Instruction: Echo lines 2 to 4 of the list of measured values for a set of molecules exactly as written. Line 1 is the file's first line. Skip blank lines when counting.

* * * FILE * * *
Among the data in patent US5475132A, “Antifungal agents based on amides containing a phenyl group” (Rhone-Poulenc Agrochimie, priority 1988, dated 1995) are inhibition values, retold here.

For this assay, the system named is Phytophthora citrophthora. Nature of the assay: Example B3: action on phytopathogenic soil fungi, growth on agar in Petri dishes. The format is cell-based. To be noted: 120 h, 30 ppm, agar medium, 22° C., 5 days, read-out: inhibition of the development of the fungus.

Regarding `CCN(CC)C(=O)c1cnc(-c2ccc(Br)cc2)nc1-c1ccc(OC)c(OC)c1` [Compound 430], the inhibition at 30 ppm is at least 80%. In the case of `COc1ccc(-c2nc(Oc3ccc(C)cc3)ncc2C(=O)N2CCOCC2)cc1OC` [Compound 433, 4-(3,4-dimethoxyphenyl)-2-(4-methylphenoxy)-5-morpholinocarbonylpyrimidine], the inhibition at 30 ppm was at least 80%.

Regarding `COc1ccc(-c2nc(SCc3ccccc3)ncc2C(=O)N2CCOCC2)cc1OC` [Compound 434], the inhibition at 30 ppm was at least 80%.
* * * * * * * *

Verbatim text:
For this assay, the system named is Phytophthora citrophthora. Nature of the assay: Example B3: action on phytopathogenic soil fungi, growth on agar in Petri dishes. The format is cell-based. To be noted: 120 h, 30 ppm, agar medium, 22° C., 5 days, read-out: inhibition of the development of the fungus.

Regarding `CCN(CC)C(=O)c1cnc(-c2ccc(Br)cc2)nc1-c1ccc(OC)c(OC)c1` [Compound 430], the inhibition at 30 ppm is at least 80%. In the case of `COc1ccc(-c2nc(Oc3ccc(C)cc3)ncc2C(=O)N2CCOCC2)cc1OC` [Compound 433, 4-(3,4-dimethoxyphenyl)-2-(4-methylphenoxy)-5-morpholinocarbonylpyrimidine], the inhibition at 30 ppm was at least 80%.

Regarding `COc1ccc(-c2nc(SCc3ccccc3)ncc2C(=O)N2CCOCC2)cc1OC` [Compound 434], the inhibition at 30 ppm was at least 80%.